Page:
Anaplan Connect API

Anaplan Connect enables a user with Administrator credentials to automate the running of Anaplan actions, avoiding the need for Anaplan GUI’s

What is Anaplan Connect?

Anaplan Connect is an API Client with a command-line interface that supports the following types of Anaplan actions:

  • Import
  • Export
  • Delete – eg. Delete from List using Selection to remove specific items from a list.
  • Process – a combination import/export actions

Why use Anaplan Connect?

  • Anaplan actions can be run outside the normal Anaplan GUI. Actions can be scheduled to run automatically at a defined interval.
  • Limiting the need for user import Dashboards and having a more direct feed to lists and module input values
  • Quicker and cheaper to set up than other integration tools

How to use Anaplan Connect

  1. The Anaplan Connect API can be downloaded from Anapedia.
  2. Create the required actions in your model.
  3. Create your batch (.bat) files to call your commands. Each batch file needs to contain:
    1. Workspace ID. This is unique and will not change.
    2. Model ID. This is unique to each model and will not change.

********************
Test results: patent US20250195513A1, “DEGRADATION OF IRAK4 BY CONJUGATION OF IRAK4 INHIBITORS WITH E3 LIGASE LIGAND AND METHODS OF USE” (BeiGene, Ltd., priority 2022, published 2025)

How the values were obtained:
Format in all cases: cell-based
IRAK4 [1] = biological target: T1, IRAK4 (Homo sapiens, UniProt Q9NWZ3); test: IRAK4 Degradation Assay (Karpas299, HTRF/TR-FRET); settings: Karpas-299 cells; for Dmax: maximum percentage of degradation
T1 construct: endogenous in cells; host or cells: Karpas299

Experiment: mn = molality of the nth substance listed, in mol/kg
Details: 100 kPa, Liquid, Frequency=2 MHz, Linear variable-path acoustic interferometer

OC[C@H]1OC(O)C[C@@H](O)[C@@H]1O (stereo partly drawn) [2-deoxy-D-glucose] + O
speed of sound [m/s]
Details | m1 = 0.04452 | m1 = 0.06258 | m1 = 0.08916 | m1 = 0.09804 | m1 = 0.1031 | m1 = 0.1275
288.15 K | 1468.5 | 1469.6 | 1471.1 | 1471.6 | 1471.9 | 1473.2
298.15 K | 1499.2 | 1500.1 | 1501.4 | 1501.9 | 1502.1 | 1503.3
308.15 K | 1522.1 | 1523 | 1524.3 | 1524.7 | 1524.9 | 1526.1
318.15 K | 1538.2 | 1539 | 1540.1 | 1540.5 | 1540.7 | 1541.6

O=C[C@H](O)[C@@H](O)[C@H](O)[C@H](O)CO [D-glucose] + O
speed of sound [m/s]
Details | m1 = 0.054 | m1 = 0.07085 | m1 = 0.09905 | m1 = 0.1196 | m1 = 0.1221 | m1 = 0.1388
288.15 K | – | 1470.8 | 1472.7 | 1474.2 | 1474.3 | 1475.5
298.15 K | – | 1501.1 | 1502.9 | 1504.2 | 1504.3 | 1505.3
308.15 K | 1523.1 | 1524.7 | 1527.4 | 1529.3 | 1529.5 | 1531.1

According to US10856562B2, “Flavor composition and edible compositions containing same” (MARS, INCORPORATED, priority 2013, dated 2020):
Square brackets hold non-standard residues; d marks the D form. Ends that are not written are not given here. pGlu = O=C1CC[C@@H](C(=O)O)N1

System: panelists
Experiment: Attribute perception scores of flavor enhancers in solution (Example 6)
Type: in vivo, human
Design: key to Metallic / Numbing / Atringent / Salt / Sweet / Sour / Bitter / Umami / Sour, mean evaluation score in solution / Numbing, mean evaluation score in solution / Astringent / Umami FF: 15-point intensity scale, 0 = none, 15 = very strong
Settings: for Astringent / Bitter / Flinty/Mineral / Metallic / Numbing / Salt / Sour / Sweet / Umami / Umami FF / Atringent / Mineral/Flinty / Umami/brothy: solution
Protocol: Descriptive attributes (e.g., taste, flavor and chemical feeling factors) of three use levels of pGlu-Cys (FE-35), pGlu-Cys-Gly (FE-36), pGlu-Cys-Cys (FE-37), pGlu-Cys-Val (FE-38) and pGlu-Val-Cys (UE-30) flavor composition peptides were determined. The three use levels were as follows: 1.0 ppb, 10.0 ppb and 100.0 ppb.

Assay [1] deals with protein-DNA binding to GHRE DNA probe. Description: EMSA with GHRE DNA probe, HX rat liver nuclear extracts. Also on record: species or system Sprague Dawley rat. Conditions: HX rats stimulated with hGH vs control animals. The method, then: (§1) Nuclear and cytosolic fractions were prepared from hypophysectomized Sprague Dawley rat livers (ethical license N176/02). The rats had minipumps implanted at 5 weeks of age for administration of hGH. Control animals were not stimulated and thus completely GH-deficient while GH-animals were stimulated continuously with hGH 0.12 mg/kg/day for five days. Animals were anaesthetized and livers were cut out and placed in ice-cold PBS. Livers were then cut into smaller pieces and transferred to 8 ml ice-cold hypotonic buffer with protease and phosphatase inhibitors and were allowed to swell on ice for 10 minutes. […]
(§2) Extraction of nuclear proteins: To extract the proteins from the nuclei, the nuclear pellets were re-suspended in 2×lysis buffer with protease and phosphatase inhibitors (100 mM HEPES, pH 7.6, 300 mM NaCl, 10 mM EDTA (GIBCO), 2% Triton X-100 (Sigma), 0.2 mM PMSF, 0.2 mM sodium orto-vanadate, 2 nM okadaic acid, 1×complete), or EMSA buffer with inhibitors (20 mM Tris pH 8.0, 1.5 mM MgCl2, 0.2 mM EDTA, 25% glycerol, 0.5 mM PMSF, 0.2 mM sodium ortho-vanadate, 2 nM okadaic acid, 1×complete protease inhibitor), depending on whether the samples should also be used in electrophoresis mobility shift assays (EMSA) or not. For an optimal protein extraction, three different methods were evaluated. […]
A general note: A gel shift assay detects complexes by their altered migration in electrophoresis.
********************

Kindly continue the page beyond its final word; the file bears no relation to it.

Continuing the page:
3. Set the Operation Type, which includes:
      1. Anaplan Action. A specific Import or Export
      2. Credentials: The User Name and Password, unless you are using Certificate-based Authentication

When writing your Batch file there are good example files included within the Anaplan Connect Client install and the support pdf on Anapedia to assist you.

What can Anaplan Connect do?

  • Run an Import Action to import data direct to your Model from databases such as Sequel and Oracle or from simple text .txt or .csv files.
  • Delete data, List items using Selection.
  • Export module or List content to Excel workbooks, txt or csv files

Alternatives to Anaplan Connect

In addition to Anaplan Connect, there are several data integration connectors to support integration between Anaplan and third-party applications, including:

  • Dell Boomi
  • Informatica
  • MuleSoft
  • SnapLogic
  • Tableau

Anaplan also provides integration support with SalesForce.com, allowing any SalesForce.com user access to Anaplan from within SalesForce.com.